What about the human guy who wants his life back? Surely that must have some meat we can sink our teeth into! But no, that, too, ends up with a shallow conclusion. Beyond having much less page-space dedicated to it, the moral conundrums are sidestepped by two very important points. 1. The guy signed a contract, dude. And 2. He got psychosis from the brain surgery so he's too unstable and violent to bring up a cogent argument, and it's fine when he's killed by J.K. Robot. Reading the sections with him makes you feel like maybe you have psychosis, because obviously anyone would want their life back, especially if Robot You has alienated your friends and family by being a robot, but nobody else in the Moon Hotel cares! They're all "Well you signed a contract sir" as if that's the most sacred law devised by man. It's written as if it's unreasonable to want to have your life back after you give it to your robot copy! And it's extra sad for me, because this book missed a perfect opportunity for Clone Angst. I love Clone Angst! And I can't find it anywhere but Spider-Man!

Think about it! It's a perfect analogue to Ben Reilly! What do you do when you lose your entire life to a copy of yourself? If everyone around them sees them as the real you, what do you have left? Think of the tragedy, the isolation, the unmooring of your very identity and the rebuilding that must be done in order to continue. But nope! He signed his personhood away and got psychosis and died anyway so we don't have to think about something actually interesting.

And it's certainly not limited to these two examples, the book is filled with little opportunities to explore this topic, but shuns them aside or ignores them entirely, making the act of proposing them nothing but frustrating. To wit: Robot Jake and J.K. Robot are watching the news as Canada makes multiple marriages legal. Jake, being a younger guy, is glad for the social progress, but J.K. Robot, being old as shit, is apprehensive. But she sees the disparity in their opinions on this, and brings up the difficulties immortal robot bodies bring to social change, when inevitably you'll have the same rich powerful people and their outdated ways of thinking forever. So what happens? Is this discussed again? Of course not! At the end they go to Mars where it's a bohemian paradise and I guess J.K. Robot just changed her mind about this sort of thing.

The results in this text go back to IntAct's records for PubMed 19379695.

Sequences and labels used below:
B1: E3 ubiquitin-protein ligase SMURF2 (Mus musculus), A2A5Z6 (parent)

Oh, what about the idea that once you've made a digital copy of a brain, you could replicate it infinitely? There's some ethical quandaries there, right? Worry not, that very thing happens to our main character! Through some quantum bullshit he can psychically communicate with his other robot duplicates, and at the end an Immortex scientist reveals they've been performing experiments on his brain using these duplicates. Oh shit! There could be a whole book just about that! Well Jake is just sort of upset but takes no definitive action on it. He has some stern words for the scientist who does not give a single shit.

Something else keeps popping up and I cannot for the life of me figure out why. Characters keep bringing up old pop culture, and it's completely mystifying. It's comparable to Ready Player One, but at least that wove it into the plot! They mention Cats, Harry Potter, Finding Nemo, Lord of the Rings, Captain Scarlet and the Mysterons, Steven King, Magnum P.I., Superman, The Six Million Dollar Man, and probably even more. I don't think I've ever read a sci-fi book that mentioned real world media so often and so jarringly. It's ironic, I think, to directly mention so many other properties, when author mouthpiece J.K. Robot has a little spiel against the very notion of public domain. Maybe it's just the way I am, but once she suggested that copyright should be held by estates forevermore and it should be illegal to use characters from those media unless you own that copyright, I was sure she was going to be the villain. How naive I was.

Over and over again this book only disappoints. Halfway through the book, my mind was awash with possibilities! None of them bore fruit. I had it wrong, this book wasn't supposed to be a meditation on the self in a world where one's brain is replicable. It's not meant to go through the ethical or philosophical implications of this process. I shocked myself that in all actuality, Warpath had a more thorough and cohesive concept of the whole brain copy conceit. This book is just there to provide the same thing transhumanists have been saying since their inception: Being a robot is fucking awesome and anyone who doesn't think so should go to jail or die.

And I didn't like it.